(JTA) — The U.N.’s leading cultural body was scheduled to vote this month on whether to remove a Belgian carnival that had hosted a float seen as mocking Jews from its list of important human cultural expressions.
But the carnival’s organizers decided they wouldn’t wait for a possible censure and instead gave up the designation on its own.
On Sunday, the city of Aalst said it wanted to withdraw the Aalst Carnival from the Representative List of the Intangible Cultural Heritage of Humanity. It would be the first time an item had been removed from the list as an act of protest.
Inclusion on the list of more than 500 cultural expressions from 122 countries maintained by UNESCO — the United Nations Educational, Scientific and Cultural Organization — can mean millions of dollars in increased tourism revenues.
“The people of Aalst have had it with the grotesque allegations,” the city said in a statement. “We are not anti-Semites or racists. Whoever says we are does so in bad faith. Aalst will always remain the capital of ridicule and satire. Come what may, we will stand by our humorists. The people of Aalst are the bravest. That is why we are taking the initiative and walking away from UNESCO recognition.”
The situation came to a head following the March carnival, which featured a float with effigies of grinning Jews holding money, one of them with a rat on its shoulder. The display, whose creators claimed was merely a commentary on the rising cost of living in Belgium, prompted multiple complaints to police for incitement to hatred and received considerable media coverage internationally.
UNESCO, which first recognized the carnival in 2010, condemned the display as “racist and anti-Semitic.” But the float’s defenders argued in response that it was part of the carnival’s tradition of edgy humor, with themes mocking all religions and creeds.
Christoph D’Haese, the mayor of Aalst, even traveled to UNESCO headquarters in Paris to make the case.
“In Aalst, this should be allowed,” D’Haese told Belgian media.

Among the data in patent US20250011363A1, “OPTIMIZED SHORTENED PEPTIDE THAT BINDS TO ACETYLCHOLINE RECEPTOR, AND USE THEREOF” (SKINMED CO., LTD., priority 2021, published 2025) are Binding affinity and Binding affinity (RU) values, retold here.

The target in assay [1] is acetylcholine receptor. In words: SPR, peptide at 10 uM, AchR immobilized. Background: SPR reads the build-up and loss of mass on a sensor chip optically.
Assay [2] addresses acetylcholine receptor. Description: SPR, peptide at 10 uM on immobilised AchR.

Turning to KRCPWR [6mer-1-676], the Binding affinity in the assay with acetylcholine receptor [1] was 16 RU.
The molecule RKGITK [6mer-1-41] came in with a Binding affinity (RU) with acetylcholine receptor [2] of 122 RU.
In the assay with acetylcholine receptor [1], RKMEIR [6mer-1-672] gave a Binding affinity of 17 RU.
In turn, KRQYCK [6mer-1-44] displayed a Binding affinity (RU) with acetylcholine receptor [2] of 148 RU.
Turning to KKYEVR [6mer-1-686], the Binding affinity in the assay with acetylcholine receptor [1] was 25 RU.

Many Belgians are sympathetic to the mayor’s defiant message, which casts the Aalst Carnival as a battleground for free speech and satire. Last month, the news site PNWS published an editorial defending the carnival, comparing it to Charlie Hebdo, the satirical Paris newspaper that for years had ridiculed Muslims (and Jews and Christians). In 2015, jihadists stormed its offices, killing 12 people.
“I think the people who are offended are living in the past, of the Holocaust, but this was about the present,” Pascal Soleme, one of the float’s creators, told the Jewish Telegraphic Agency in March. “There was never any intention to insult anyone. It was a celebration of humor.”
Such caricatures have a dark history in Europe, where imagery of Jews as vermin were used by the Nazis to dehumanize Jews in the eyes of whole populations. Propaganda of that nature is widely seen as having been instrumental in facilitating the Holocaust.
The grinning Jews of the 2019 carnival were neither the first time that the Aalst Carnival mocked Jews — — nor apparently will it be the last. In October, in protest of the scrutiny being attracted by the parade, organizers printed caricatures of Jews on ribbons meant to be worn at next year’s event.
In 2009, the carnival featured men dressed like Orthodox Jews wearing fake hooked noses and Palestinian symbols. The 2013 edition had revelers dressed like Nazis holding canisters labeled “Zyklon B” walking along concentration camp prisoners in cages. Zyklon B was a poison the Nazis used to kills Jews in gas chambers.
The criticism of the carnival comes amid an increase in both anti-Semitic incidents, which nearly doubled in Belgium from 2017 to 2018, and anti-Semitic sentiment. In a poll earlier this year by the Anti-Defamation League, 24 percent of the Belgians surveyed harbored anti-Semitic attitudes, the second highest rate of any Western European country and a jump from 21 percent in a 2015 survey. Along with Denmark, Belgium was the only other Western European nation to show an increase in anti-Semitic sentiment from the previous survey.
Such data would seem to strengthen the argument made by Jewish community activists who say Belgium is a trouble spot where a lax attitude by authorities is helping to mainstream anti-Semitism.
Some saw confirmation of this attitude in the recent decision by Belgian prosecutors to drop hate speech charges against four soccer fans who admitted to singing about burning Jews during a soccer match. Others found it in a position paper on the Aalst Carnival issued last month by UNIA, the Belgian government anti-racism watchdog, which found that while the float was anti-Semitic, its creators were not being intentionally racist and therefore had not violated the law.
As UNESCO’s affiliation with Aalst seems to be nearing an end, one of the parade’s harshest critics, the Belgian-Jewish activist Rudi Roth, extended an olive branch and an offer for a compromise.
In a 27-page document sent to UNESCO last month, Roth pleaded with the agency not to remove Aalst from the list, but to attempt a negotiated reform to remove “racist ridicule” from the parade. Roth, 75, suggested putting the carnival on probation for several years while the city tried to sensitize locals to racial stereotypes.
“I’m Jewish, I’m from Aalst and I’m a fan of the carnival,” Roth told the HLN news site.
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